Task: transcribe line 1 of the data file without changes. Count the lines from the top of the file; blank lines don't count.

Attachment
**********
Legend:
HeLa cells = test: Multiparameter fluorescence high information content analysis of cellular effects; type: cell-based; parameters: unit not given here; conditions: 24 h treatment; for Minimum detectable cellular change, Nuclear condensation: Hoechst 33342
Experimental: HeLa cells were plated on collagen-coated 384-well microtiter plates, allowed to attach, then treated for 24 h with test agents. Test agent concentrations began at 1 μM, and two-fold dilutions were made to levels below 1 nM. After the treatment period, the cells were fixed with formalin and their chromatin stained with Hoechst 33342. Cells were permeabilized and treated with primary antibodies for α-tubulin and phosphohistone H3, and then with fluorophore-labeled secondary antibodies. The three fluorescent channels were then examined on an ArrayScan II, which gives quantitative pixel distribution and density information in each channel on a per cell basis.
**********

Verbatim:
Legend: